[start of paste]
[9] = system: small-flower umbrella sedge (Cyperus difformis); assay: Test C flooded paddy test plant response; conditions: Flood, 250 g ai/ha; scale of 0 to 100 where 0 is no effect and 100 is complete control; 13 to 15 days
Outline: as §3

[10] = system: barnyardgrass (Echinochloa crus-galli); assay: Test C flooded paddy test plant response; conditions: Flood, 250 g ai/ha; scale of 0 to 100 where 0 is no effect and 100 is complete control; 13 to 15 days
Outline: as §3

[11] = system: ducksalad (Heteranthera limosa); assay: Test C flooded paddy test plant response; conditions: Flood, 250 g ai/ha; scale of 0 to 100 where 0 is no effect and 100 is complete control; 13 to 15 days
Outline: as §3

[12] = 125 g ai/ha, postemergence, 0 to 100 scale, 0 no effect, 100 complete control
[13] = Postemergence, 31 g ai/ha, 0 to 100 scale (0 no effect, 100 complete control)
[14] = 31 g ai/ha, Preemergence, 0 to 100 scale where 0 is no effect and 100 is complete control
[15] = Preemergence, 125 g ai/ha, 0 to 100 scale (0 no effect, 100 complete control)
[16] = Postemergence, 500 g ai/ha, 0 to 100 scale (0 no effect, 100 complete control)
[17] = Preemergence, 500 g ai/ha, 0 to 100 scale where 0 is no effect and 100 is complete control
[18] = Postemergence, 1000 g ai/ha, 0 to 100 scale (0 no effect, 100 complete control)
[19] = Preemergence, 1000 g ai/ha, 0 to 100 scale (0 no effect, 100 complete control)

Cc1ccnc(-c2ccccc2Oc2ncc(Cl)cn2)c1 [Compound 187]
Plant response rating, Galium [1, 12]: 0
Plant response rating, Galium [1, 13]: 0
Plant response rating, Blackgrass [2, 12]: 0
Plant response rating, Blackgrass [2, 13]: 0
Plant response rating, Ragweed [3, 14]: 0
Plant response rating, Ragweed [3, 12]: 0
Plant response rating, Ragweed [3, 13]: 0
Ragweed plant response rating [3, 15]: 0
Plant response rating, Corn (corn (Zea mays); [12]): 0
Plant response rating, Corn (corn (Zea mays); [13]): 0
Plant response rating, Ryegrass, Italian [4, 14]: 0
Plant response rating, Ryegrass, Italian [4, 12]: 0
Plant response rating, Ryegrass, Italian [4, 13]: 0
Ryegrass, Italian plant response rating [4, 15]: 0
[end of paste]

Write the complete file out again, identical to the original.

[9] = system: small-flower umbrella sedge (Cyperus difformis); assay: Test C flooded paddy test plant response; conditions: Flood, 250 g ai/ha; scale of 0 to 100 where 0 is no effect and 100 is complete control; 13 to 15 days
Outline: as §3

[10] = system: barnyardgrass (Echinochloa crus-galli); assay: Test C flooded paddy test plant response; conditions: Flood, 250 g ai/ha; scale of 0 to 100 where 0 is no effect and 100 is complete control; 13 to 15 days
Outline: as §3

[11] = system: ducksalad (Heteranthera limosa); assay: Test C flooded paddy test plant response; conditions: Flood, 250 g ai/ha; scale of 0 to 100 where 0 is no effect and 100 is complete control; 13 to 15 days
Outline: as §3

[12] = 125 g ai/ha, postemergence, 0 to 100 scale, 0 no effect, 100 complete control
[13] = Postemergence, 31 g ai/ha, 0 to 100 scale (0 no effect, 100 complete control)
[14] = 31 g ai/ha, Preemergence, 0 to 100 scale where 0 is no effect and 100 is complete control
[15] = Preemergence, 125 g ai/ha, 0 to 100 scale (0 no effect, 100 complete control)
[16] = Postemergence, 500 g ai/ha, 0 to 100 scale (0 no effect, 100 complete control)
[17] = Preemergence, 500 g ai/ha, 0 to 100 scale where 0 is no effect and 100 is complete control
[18] = Postemergence, 1000 g ai/ha, 0 to 100 scale (0 no effect, 100 complete control)
[19] = Preemergence, 1000 g ai/ha, 0 to 100 scale (0 no effect, 100 complete control)

Cc1ccnc(-c2ccccc2Oc2ncc(Cl)cn2)c1 [Compound 187]
Plant response rating, Galium [1, 12]: 0
Plant response rating, Galium [1, 13]: 0
Plant response rating, Blackgrass [2, 12]: 0
Plant response rating, Blackgrass [2, 13]: 0
Plant response rating, Ragweed [3, 14]: 0
Plant response rating, Ragweed [3, 12]: 0
Plant response rating, Ragweed [3, 13]: 0
Ragweed plant response rating [3, 15]: 0
Plant response rating, Corn (corn (Zea mays); [12]): 0
Plant response rating, Corn (corn (Zea mays); [13]): 0
Plant response rating, Ryegrass, Italian [4, 14]: 0
Plant response rating, Ryegrass, Italian [4, 12]: 0
Plant response rating, Ryegrass, Italian [4, 13]: 0
Ryegrass, Italian plant response rating [4, 15]: 0